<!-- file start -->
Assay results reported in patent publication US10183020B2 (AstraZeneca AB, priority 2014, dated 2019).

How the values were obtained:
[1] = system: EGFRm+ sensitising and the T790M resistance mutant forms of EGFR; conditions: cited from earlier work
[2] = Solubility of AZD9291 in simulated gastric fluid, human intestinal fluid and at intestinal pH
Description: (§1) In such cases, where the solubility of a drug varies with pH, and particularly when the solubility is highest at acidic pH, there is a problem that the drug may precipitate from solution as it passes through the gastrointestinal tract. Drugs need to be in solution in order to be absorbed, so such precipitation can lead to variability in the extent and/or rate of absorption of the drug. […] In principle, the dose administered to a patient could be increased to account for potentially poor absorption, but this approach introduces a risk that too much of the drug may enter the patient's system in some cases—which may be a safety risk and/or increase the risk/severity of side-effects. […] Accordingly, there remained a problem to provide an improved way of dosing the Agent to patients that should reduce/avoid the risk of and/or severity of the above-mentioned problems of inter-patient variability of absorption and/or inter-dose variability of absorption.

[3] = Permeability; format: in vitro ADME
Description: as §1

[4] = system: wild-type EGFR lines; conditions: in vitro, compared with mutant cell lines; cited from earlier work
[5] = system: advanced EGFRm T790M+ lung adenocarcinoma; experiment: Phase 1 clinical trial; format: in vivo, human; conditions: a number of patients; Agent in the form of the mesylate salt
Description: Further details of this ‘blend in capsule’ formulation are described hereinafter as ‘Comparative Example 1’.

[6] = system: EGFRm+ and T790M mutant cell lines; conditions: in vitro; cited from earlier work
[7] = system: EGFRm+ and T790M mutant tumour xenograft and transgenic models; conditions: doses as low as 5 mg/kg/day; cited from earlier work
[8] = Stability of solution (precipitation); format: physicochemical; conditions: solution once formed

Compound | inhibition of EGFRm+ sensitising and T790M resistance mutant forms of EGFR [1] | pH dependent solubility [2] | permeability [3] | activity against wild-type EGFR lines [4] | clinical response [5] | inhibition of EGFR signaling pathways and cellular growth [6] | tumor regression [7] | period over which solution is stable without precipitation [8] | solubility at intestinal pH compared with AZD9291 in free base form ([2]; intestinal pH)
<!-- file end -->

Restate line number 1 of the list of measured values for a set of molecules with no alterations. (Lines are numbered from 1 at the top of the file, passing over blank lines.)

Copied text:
Assay results reported in patent publication US10183020B2 (AstraZeneca AB, priority 2014, dated 2019).